Supermarket freezer aisles across the UK could be used as a massive ‘virtual battery’ to help balance the grid.
That’s the conclusion reached in new research funded by Innovate UK and undertaken by the University of Lincoln, IMS Evolve, Tesco Stores and The Grimsby Institute, which created a mocked-up supermarket to test whether fridges and freezers can play a role in allowing new and intermittent technologies, such as electric vehicles and wind turbines, onto the grid in increasing numbers.
The Refrigeration Research Centre (RRC) models the dynamics of a typical supermarket and is used to explore how the environmental impact of the food and drink retail industry can be reduced – mass refrigeration is currently responsible for around 12% of the UK’s carbon emissions and represents up to a third of a typical retailer’s energy costs.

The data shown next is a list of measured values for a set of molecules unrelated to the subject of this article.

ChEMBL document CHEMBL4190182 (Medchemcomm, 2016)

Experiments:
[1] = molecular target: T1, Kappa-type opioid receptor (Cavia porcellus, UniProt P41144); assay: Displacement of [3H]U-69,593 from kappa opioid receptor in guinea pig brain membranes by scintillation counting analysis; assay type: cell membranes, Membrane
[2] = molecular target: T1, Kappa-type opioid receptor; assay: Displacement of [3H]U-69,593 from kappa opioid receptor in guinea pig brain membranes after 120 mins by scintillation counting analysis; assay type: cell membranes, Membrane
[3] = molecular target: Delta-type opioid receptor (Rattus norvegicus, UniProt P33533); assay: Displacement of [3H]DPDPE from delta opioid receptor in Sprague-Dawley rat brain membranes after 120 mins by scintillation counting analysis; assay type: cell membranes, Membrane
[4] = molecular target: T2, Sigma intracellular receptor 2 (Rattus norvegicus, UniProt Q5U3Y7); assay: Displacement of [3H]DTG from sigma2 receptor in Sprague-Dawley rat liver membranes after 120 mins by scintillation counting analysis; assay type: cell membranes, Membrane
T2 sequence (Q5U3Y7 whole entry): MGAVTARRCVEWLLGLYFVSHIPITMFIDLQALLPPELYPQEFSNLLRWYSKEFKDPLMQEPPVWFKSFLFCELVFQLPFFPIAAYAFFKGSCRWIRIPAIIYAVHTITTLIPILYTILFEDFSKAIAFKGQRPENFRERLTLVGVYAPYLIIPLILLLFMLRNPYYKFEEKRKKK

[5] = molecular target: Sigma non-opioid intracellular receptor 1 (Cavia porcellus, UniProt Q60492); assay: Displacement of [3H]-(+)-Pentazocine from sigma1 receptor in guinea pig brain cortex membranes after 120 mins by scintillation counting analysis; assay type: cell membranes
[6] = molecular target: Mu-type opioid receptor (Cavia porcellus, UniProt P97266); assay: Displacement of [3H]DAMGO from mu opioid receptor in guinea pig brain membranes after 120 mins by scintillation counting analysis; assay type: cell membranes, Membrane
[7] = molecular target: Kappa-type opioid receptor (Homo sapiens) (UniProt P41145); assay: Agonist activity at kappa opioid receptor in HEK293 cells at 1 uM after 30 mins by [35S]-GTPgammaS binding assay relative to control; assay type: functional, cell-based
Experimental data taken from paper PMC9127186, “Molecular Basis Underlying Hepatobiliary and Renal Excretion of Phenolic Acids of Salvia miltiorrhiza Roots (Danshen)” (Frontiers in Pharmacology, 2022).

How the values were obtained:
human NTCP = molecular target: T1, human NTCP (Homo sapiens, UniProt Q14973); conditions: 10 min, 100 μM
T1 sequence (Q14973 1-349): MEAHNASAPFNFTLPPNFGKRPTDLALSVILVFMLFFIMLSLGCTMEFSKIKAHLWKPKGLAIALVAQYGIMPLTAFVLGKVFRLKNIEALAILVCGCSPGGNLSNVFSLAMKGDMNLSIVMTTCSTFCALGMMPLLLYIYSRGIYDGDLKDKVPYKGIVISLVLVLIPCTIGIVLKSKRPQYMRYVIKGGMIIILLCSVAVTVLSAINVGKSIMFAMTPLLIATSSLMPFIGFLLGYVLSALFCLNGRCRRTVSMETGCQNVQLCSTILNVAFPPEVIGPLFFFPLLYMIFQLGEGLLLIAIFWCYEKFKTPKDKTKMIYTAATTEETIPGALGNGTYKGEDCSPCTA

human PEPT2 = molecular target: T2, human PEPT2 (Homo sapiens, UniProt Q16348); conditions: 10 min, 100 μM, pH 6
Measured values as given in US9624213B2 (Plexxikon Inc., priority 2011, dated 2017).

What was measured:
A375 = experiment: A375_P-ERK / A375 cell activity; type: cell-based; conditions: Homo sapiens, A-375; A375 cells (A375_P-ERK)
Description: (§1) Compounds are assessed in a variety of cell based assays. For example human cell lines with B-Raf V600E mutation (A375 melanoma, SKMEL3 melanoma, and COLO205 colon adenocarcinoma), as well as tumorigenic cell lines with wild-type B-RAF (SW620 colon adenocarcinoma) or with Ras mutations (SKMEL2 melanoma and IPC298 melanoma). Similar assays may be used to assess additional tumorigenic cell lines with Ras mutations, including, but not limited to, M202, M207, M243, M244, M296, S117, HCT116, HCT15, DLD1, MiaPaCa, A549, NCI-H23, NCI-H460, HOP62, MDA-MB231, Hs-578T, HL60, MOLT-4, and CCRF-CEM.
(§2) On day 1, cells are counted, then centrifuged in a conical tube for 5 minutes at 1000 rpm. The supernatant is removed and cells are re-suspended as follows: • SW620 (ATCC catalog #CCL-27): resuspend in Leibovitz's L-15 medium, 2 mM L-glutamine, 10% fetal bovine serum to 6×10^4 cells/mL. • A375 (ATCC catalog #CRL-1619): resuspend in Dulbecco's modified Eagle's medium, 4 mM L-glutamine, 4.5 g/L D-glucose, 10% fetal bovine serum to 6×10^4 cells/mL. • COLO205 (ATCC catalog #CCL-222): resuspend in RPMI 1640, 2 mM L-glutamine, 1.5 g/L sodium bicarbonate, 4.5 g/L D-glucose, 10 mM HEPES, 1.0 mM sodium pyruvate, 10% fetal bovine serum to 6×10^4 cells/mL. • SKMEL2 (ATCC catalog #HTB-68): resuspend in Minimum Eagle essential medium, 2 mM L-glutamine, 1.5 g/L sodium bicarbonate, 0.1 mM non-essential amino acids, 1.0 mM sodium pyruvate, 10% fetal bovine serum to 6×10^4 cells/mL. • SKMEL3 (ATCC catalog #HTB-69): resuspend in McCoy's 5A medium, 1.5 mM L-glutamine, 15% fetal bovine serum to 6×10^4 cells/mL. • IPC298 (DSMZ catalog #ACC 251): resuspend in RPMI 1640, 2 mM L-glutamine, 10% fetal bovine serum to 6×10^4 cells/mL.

Researchers found algorithms can be used to temporarily cut the power supply to fridges while still keeping the food cold, allowing short pulses of extra electricity to be sent to the grid when needed to match any gaps in energy frequency.
The study found if Tesco harnessed all its fridges across the UK it could create a virtual battery of up to 50MW.
Professor Simon Pearson, Director of the Lincoln Institute for Agri-food Technology (LIAT), said: “Currently, control systems use very static control temperatures but this project is developing algorithms to dynamically control refrigeration temperatures.
“Successfully integrating food refrigeration systems into Demand Side Response mechanisms would have national and internationally relevant impact and our research has shown that this can be done while controlling food quality and temperature control limits.”